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lumumba
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Location: brussels Europe

Re: Brussels Airlines in 2020

Post by lumumba »

Passenger wrote: 17 May 2020, 21:02
lumumba wrote: 17 May 2020, 20:48 No bank will be crazy enough to lend money to a airline company today?!
Sure not 9 billion :shock: and after the 9 billion again 390 millions.....

I like the way France is managing Air France with a stake in it for example I think that all strategic industries like electric production etc.. should be nationalized.

Another question for you Passenger after Corona and 2008 crisis how can you still believe in free market?
I wasn't talking about Lufthansa. I was talking about Brussels Airlines and their Belgian partners. And I also said: a loan by Brussels Airlines on the private market, covered (guaranteed) by everyone who benefits from their survival...

KLM has also abtained such a bank loan: 2B to 4B, 9%, guaranteed by the Netherlands.
I'm sure Lufthansa is aware of this also KLM is partly state owned Brussels Airlines is 100% a private company.
That's why I think it's always good to be partly state owned.

I'm not sure that Germany would be happy to be used to save a foreigner company and jobs for another country knowing the Germans.
Last edited by lumumba on 17 May 2020, 21:28, edited 2 times in total.
Hasta la victoria siempre.

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lumumba
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Location: brussels Europe

Re: Brussels Airlines in 2020

Post by lumumba »

Jetter wrote: 17 May 2020, 21:20
lumumba wrote: 17 May 2020, 20:48Today you have people richer than the Belgian state for example that's crazy.
The Belgian state is burried in debt, even you and me are richer than the Belgian state. :lol:
I understand but I was speaking about turnover.

That's interesting, that's why we have to start taxing more wealth and less work
Hasta la victoria siempre.

LJ
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Location: Heiloo NL

Re: Brussels Airlines in 2020

Post by LJ »

lumumba wrote: 17 May 2020, 21:22I'm sure Lufthansa is aware of this also KLM is partly state owned Brussels Airlines is 100% a private company.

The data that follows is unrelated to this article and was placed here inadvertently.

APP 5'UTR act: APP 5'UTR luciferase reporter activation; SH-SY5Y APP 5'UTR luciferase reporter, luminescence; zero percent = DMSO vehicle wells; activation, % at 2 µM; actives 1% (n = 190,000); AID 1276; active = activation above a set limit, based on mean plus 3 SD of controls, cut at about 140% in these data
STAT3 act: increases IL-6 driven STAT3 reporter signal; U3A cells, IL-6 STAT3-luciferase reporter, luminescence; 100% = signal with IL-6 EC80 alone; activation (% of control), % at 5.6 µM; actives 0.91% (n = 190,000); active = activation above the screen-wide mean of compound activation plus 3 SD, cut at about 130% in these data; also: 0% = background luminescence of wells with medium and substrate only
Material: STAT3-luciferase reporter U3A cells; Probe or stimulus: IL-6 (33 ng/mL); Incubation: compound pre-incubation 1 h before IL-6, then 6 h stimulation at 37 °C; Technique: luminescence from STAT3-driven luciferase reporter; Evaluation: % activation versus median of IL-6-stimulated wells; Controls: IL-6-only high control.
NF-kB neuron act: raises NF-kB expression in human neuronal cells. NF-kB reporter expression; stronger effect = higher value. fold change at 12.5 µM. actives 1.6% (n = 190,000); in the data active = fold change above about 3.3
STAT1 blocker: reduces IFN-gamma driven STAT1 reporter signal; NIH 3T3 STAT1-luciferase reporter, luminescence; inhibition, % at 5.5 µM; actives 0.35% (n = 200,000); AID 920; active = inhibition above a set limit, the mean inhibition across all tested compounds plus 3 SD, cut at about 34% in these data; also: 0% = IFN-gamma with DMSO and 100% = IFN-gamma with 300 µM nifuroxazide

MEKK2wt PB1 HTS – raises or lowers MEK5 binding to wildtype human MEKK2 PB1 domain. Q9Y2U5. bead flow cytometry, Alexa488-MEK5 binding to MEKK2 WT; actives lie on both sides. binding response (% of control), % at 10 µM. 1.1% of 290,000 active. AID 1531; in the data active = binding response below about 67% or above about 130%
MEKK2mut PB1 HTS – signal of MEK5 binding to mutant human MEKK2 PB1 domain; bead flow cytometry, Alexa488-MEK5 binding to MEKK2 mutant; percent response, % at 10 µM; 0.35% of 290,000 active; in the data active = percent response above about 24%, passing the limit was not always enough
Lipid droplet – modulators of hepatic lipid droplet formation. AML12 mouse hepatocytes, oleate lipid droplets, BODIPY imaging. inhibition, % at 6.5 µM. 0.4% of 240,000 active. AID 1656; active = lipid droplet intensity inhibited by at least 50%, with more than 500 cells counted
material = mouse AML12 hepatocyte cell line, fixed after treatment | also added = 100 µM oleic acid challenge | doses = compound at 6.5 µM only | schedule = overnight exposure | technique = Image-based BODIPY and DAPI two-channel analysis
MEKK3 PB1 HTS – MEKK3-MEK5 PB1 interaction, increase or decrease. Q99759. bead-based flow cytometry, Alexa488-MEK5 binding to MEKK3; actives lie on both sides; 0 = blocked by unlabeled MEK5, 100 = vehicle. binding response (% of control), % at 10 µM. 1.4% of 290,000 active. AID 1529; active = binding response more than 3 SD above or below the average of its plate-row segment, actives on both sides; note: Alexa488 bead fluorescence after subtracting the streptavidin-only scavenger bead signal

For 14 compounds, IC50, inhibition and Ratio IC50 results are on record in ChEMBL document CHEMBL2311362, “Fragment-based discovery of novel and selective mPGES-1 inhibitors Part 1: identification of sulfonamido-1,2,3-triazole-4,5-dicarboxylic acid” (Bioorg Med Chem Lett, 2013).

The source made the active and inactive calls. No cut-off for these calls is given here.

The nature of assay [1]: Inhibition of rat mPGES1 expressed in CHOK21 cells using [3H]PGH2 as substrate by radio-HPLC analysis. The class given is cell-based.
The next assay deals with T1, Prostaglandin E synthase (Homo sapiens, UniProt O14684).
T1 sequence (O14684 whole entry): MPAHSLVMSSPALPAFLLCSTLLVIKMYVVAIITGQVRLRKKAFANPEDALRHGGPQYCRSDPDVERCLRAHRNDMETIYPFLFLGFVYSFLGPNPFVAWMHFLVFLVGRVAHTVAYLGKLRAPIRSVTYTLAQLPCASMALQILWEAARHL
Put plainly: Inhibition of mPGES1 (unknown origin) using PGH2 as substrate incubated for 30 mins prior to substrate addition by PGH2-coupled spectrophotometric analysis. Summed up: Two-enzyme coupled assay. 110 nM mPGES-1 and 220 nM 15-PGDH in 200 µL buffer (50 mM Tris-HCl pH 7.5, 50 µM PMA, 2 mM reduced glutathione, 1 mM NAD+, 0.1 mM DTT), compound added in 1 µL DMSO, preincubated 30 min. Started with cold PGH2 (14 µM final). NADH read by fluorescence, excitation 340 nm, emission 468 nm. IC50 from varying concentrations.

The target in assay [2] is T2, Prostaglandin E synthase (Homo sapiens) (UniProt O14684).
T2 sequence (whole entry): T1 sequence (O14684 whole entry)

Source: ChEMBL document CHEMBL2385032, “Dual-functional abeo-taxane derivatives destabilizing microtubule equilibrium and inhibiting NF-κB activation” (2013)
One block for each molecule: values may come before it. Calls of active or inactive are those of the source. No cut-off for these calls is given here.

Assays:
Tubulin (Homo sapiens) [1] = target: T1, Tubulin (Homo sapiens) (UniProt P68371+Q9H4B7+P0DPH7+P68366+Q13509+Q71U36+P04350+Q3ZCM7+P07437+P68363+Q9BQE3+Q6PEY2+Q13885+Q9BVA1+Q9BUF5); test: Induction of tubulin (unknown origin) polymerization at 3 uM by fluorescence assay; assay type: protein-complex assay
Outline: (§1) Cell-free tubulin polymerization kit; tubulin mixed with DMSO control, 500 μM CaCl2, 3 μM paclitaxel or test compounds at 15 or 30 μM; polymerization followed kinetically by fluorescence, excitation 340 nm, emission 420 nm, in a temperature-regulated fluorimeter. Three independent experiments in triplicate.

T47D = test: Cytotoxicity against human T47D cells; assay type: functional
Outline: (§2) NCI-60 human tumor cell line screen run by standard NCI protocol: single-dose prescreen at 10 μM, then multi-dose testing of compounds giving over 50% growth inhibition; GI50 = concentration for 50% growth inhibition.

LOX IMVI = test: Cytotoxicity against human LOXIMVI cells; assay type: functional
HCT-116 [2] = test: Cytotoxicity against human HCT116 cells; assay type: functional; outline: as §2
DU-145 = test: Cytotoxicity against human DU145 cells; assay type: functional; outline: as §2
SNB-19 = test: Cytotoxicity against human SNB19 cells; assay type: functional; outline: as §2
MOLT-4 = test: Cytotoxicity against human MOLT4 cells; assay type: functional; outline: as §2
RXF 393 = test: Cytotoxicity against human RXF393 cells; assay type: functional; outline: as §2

KLM is 100% owned by Air France - KLM SA, in which both the French and the Dutch state have a stake (both around 14%).
lumumba wrote: 17 May 2020, 21:22I'm not sure that Germany would be happy to be used to save a foreigner company and jobs for another country knowing the Germans.
It's irrelevant what they think, they [Belgian government] could have done it if they wanted to safeguard Belgian interests. The German state could have done the same. Both haven't done it and that's their choice.

Jetter
Posts: 478
Joined: 06 Nov 2015, 21:07

Re: Brussels Airlines in 2020

Post by Jetter »

LJ wrote: 17 May 2020, 22:43
lumumba wrote: 17 May 2020, 21:22I'm sure Lufthansa is aware of this also KLM is partly state owned Brussels Airlines is 100% a private company.
KLM is 100% owned by Air France - KLM SA, in which both the French and the Dutch state have a stake (both around 14%).
No its isn't, 49% actually. There are foundations that have non-dividend paying shares, the Dutch government has 6% and individuals 1%. So the Dutch government has shares in both KL and AF-KL.

If the Belgian government wants to buy influence in LH they can do the same as what the Dutch government did: secretly buy a lot of shares and announce this later.

brusselsairlinesfan
Posts: 877
Joined: 29 Mar 2007, 14:44

Re: Brussels Airlines in 2020

Post by brusselsairlinesfan »

Boavida wrote: 16 May 2020, 12:56 When I see those logos of Austrian and Swiss, I can't help to think that Belgian Airlines would have been a better name for SN, it could be used as simply 'Belgian'...

Image

Just a sidenote ofcourse, I know this is the least of the concerns right now...
I do 200% agree with you! Brussels Airlines as a brand sounds weak, very tiny little local... to me.
Belgian is by far more appealing !
Would be a good move within the group : Swiss, Austrian, Belgian...

Passenger
Posts: 6868
Joined: 06 Dec 2010, 20:54

Re: Brussels Airlines in 2020

Post by Passenger »

brusselsairlinesfan wrote: 18 May 2020, 03:03
Boavida wrote: 16 May 2020, 12:56 When I see those logos of Austrian and Swiss, I can't help to think that Belgian Airlines would have been a better name for SN, it could be used as simply 'Belgian'...
Image
Just a sidenote ofcourse, I know this is the least of the concerns right now...
I do 200% agree with you! Brussels Airlines as a brand sounds weak, very tiny little local... to me. Belgian is by far more appealing! Would be a good move within the group : Swiss, Austrian, Belgian...
Euh... Let me adjust that with "German" as new name for "Lufthansa".
So great list indeed: German, Swiss, Austrian, Belgian.
Let's hope that Lufthansa euh German is not going to establish an airline in Bosnia-and-Herzegovina or in North Macedonia.